(Spoilers Ahead) The film centers on Rachel Chu (Wu) an economics professor at NYU who is in love with her boyfriend of a year Nick Young (Golding), who wants to take her to his best friend's wedding in Singapore.  Rachel, who apparently has no intellectual curiosity about her smoking hot, charming boyfriend (seriously-the man candy in this film is on-point, and I would think it's inappropriate to say that, but this film is a lot about objectification so I think it's worth point out), doesn't know that he's totally loaded, flying in a private lounge on their flight to Singapore, and soon learns that he's a member of one of the wealthiest families in Asia, and comes with a motley crew of family members, as well as a terrifying mother, Eleanor (Yeoh), who is intent on breaking them up.  The film follows as Rachel tries to acclimate to this alien world of wealth, and seeing if she is willing to take on the responsbilities of this world and the pressures that come from a relationship with Nick.

The film's diversity is the only part of the film where we see the picture breaking the mold, as otherwise this feels like a relatively simple romantic comedy that, unfortunately, too-often forgets the comedy part of the equation, and even subtracts too much of the plot to focus on the CRAZY RICH part of the plot.  Indeed, the movie is a feast for the eyes as we move through a cascade of parties that feel too opulent to be real (they likely are, but considering what is currently in my checking account, I'll need to find a Nick Young to ever find out), and increasingly silly-seeming ways of showing obscene wealth (the wedding, in particular, feels absurd).  The wealth-porn, honestly, gets to the point where I'm like "okay, let's be done," as while Rachel doesn't put a lot of stock into this world, everyone else does, including the screenwriters and director, who only once show the downfalls of such intense, disgusting displays of wealth-porn, and even then make it seem more like the characters' faults rather than the money's.

But this would be easier to dismiss if there was more going on in the picture.  The two leads, while beautiful, don't have movie star charisma and aren't able to lift the dryness of their relationship up enough.  I honestly felt so short-changed by them, as it's clear why he likes her (she's smart, successful, self-made), but it's never clear why she likes him other than obvious aesthetic reasons.  He's lied for most of their relationship, is so dull that he's completely dismissed everything that happened before meeting Rachel, and doesn't seem to have anything to lend himself to an economics professor other than abs.  For a movie that wants so desperately for Rachel to be the one who isn't suckered by wealth, the only one who isn't, it might have a problem because Nick Young as played in this film is just a manic-pixie-dream-boy, and Rachel might be shallow in ways other than cash.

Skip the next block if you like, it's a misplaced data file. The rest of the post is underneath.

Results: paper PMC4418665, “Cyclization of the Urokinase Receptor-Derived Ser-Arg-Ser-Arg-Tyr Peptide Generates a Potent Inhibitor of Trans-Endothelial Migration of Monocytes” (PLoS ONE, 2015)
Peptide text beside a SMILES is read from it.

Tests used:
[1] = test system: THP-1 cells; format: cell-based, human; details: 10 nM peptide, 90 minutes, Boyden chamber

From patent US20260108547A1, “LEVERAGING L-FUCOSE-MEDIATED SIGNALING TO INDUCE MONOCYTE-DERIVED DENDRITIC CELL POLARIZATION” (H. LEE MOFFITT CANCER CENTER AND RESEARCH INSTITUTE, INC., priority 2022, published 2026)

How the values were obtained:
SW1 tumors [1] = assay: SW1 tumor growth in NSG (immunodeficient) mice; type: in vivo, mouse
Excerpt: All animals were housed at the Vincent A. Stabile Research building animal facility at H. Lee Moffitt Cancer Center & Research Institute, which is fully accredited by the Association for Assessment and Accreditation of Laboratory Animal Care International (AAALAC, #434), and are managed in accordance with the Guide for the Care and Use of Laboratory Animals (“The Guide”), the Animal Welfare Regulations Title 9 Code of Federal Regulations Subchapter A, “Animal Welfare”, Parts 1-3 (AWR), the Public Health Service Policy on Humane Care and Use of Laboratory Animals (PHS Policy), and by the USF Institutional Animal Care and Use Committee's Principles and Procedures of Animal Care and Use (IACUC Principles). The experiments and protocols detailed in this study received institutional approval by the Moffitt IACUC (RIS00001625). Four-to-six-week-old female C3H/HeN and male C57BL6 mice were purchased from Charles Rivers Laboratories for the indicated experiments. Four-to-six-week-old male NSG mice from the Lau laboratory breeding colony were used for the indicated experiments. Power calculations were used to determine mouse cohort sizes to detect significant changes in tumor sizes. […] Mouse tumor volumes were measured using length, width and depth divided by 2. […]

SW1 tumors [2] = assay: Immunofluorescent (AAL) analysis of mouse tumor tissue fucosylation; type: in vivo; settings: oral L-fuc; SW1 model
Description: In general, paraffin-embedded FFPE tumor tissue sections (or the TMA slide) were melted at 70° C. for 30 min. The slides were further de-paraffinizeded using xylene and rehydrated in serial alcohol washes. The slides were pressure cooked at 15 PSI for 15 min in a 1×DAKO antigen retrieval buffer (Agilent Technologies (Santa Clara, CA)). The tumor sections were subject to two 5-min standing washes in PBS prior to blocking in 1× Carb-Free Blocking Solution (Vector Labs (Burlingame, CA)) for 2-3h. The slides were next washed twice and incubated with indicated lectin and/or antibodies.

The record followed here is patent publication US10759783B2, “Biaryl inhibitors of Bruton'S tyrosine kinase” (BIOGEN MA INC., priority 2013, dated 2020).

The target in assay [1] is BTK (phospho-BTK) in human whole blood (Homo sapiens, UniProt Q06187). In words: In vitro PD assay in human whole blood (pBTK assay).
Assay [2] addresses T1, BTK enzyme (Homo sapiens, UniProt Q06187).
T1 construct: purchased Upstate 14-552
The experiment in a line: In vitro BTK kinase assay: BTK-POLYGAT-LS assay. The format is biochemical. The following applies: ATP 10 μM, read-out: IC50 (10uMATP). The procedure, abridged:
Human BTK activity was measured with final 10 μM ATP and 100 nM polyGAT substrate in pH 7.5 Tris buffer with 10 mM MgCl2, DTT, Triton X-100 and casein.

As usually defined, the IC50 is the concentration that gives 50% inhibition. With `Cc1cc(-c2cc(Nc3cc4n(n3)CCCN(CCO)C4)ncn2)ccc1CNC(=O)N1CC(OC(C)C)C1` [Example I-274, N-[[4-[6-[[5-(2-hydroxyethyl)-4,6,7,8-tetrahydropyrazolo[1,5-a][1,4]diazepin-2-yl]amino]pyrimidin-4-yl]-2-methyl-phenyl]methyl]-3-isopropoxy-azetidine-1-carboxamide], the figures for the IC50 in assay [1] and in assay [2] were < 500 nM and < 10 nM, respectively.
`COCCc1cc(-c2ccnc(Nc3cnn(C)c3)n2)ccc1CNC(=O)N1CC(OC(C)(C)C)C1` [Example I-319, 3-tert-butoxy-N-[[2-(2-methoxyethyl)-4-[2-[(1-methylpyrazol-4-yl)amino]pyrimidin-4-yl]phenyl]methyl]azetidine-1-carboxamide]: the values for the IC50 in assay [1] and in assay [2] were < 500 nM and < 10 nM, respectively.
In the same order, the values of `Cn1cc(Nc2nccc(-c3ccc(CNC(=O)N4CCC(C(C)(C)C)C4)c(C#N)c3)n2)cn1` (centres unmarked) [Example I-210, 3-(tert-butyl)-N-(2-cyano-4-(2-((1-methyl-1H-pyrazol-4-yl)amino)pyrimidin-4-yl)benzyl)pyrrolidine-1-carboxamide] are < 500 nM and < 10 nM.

The film has too many side plots, not knowing entirely what to do with characters like Astrid (Gemma Chan, under-emoting, gives the film's best performance but the screenwriters clearly assume you read the books as she feels like we need more back story).  This isn't an isolated problem, as the screenwriters frequently assume you read the books, giving too many characters short shift or relying upon 2-dimensional portrayals of people to get their point across.  Michelle Yeoh is not an actor who you'd accuse of phoning it in, and indeed there are moments where we see the fire of a proper movie star here, but even she falls a bit when it comes to playing the dragon mother.  The movie takes on too many ideas, clearly not knowing what to cut (what was with the deeply violent fish in bed/"gold digging bitch" scene where Nick didn't have a proper reaction to it at all?!?), and didn't seem to have the confidence of knowing there'd be a big enough audience of people who'd never read the books.  As a result, this is frothy, but there's no feeling, not enough humor, and not compelling enough leads to warrant much celebration outside its important conversation regarding diversity.

Monday, September 17, 2018

The Wife (2018)

Film: The Wife (2018)
Stars: Glenn Close, Jonathan Pryce, Christian Slater, Max Irons
Director: Bjorn Runge
Oscar History: Close is beyond overdue for an Oscar at this point, and while I kind of think this might be too introverted of a turn to win, it's probable that she will be able to parlay this into at least one more nomination (getting her to seven, breaking the record for actresses without a win).
Snap Judgment Ranking: 2/5 stars